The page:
The True Journal of a Fake 'Communist' - Interlude.................................................................Interlude........................................................................The True Journal of a Fake 'Communist' - Interlude2 years ago in Stories & Vignettes More Like This
-- This is a "laundry list" of memories not in the previous journal entries, nor to follow. --
a.) I didn't leave Red Rocks to return to UCLA or Santa Monica or Venice or to go to New Orleans with Gene because I wanted to leave Red Rocks. I was asked to leave when my unhappiness showed like a sagging slip on a woman in a dress. So I missed the greater part of building the sixty-foot dome. But I saw pictures when I returned and they were very entertaining.
a1.) The folks there (and during the time I was first there) loved blowing holes with dynamite, and used it for the many holes needed for the foundation of the big dome, and for huge logs holding up a mezzanine inside it. One hundred holes at least. Dynamite is fun, but you kids, don't use it at home. The only underground-treatment I
11. The True Journal of a Fake 'Communist' List and description of main people in Part One. I was young. Please look for storytelling over style.11. The True Journal of a Fake 'Communist'3 years ago in Introductions & Chapters More Like This
Footnote -- introduces a new person. An interlude -- not at Red Rocks or that area.
This continues the "interlude" that included a stay at a crashpad in New Orleans. (It begins in Part Nine.)
Early-mid Jan., '71
When Gene and I got home, Steve began talking about making a thousand dollars by selling souvenirs at Mardi Gras -- we talked about it and decided to make candles and sell them on the streets. Gene will put up an investment, and we'll make maybe two thousand candles and have "Mardi Gras New Orleans 1971" written on them with permanent markers. I'm sure selling them on the street then will be a far out trip! I felt better and more involved after that talk.
Well, so late one night I talked to Gene about the trip between him and me -- how I felt annoye
Like Math, but with Less NumbersShe was like a New Yorker cartoon without the class. Dry, unfunny, and useful for impressing people who were easily impressed. We met outside a bar named after an Ivy League at five past two, when no one's in any particular hurry to grab their car before the pay lot closes.Like Math, but with Less Numbers1 year ago in Flash Fiction & Vignettes More Like This
We had a grand total of nothing in common. She wore her hair short and smoked reds, I wore my hair long and smoked Spirits. She read Dostoevsky, I read Kafka. She liked her martinis shaken, I, stirred. She struck a match as I grabbed the lighter from my cigarette case.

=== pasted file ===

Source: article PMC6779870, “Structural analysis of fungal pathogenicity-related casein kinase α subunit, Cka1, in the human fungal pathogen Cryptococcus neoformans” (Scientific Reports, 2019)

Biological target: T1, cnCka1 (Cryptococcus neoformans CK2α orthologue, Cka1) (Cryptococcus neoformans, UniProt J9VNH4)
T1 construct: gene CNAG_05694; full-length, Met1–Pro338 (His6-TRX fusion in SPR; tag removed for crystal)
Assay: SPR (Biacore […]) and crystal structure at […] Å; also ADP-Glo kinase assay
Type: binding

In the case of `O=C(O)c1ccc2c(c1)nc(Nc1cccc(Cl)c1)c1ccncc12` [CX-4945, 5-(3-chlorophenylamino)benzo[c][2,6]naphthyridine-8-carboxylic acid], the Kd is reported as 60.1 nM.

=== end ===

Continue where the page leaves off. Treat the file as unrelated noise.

"Show was pretty eh tonight, huh?" I said, realizing both of us were waiting on DDs who probably weren't sober enough to find their cars.
"You kidding? I haven't heard anyone butcher a Wren Harper cover that bad since Eli Reed meets Bloodstalker." She exhaled through her nose. "I'd say it was the worst three hours I've ever spent, but competition's real close."
"No way, not even top ten," I said. "You haven't had a bad three hours til - you know Perry
Boy Whose Parents First Wedded The Doubts They KepWhen he comes home he comes in without knocking.Boy Whose Parents First Wedded The Doubts They Kep2 years ago in Free Verse More Like This
He is a thin wisp slipping into the still cavity of a house, leaving behind a thread woven from misplaced items.
A delicate heat signature.
He is a cat laboriously dusting its hair over furniture, waiting for some suffocated heart to show itself, leap, and sneeze.
One of those NightsThe morning sunOne of those Nights2 years ago in Urban & Spoken Word More Like This
beams through the front windshield
like an intruder:
brash and unwelcome, forcing you to wake.
Whiskey eyed, smelling like an ashtray,
parked at the back end
of some ghetto ass neighborhood
wondering what the hell you did the night before.
It's like trying to remember words
you haven’t written yet.
One thing is for certain:
a little bit of rope goes a long way,
but a lot of rope
will hang you.
InnocenceIt was a time of love, a time of hate, the era of justice and immorality, the season of both insanity and clarity of mind. Sound familiar, don't it? Me wife used to love Dickens. Read him to me all the time, she did. That Jane what's-her-face woman, too: it is a truth universally acknowledged that a criminal who committed a crime is in want of a good hanging. Ring a bell?Innocence3 years ago in Short Stories More Like This
Yes, I like me literary allusions. I do, you know. Remind me of sweet Elaine. She was a messy death, but worth it. Oh boy, was she worth it. Crying and begging right up to the end. She had it coming to her, bet your arse she did, mate.
Why am I here anyway? I've already confessed. I'm a doomed son of a gun. Don't I get any last whatchamacallits? Can't I have a coldie, before I go up there and have me neck snapped back? Any beer will do I drink 'em all, so long as it's not that light crap.
Answer me, goddammit! What the bloody hell am I doing here? Kill me already. Inject me with the needle or string me up like
A Story About AnnaNever fall in love, lust, or even like with a potentially bipolar boy. That is the only lesson you could possibly learn from this latest relationship snafu.A Story About Anna3 years ago in Flash Fiction & Vignettes More Like This
It should not bother you, because you have moved on, found other minds and bodies you'd like to sink your proverbial and literal teeth into, found other mouths that you want to rip screams from and that's fine. But it still does bother you, because she's an entitled bitch, toting around her iPhone in her Fossil wristlet as if she actually had the right to own anything vintage-inspired.
You've been to her house group project, hate them so you've seen it. It's fucking huge, too huge for a family of five. There are wasted rooms all over the place, and it makes you sick. Not as sick as the thought of her with him, though.
It's not like he's special. It's not like he's a genius or a brilliant actor or even foreign he's ordinary and yet not. There is something about that boy that just isn't right, and t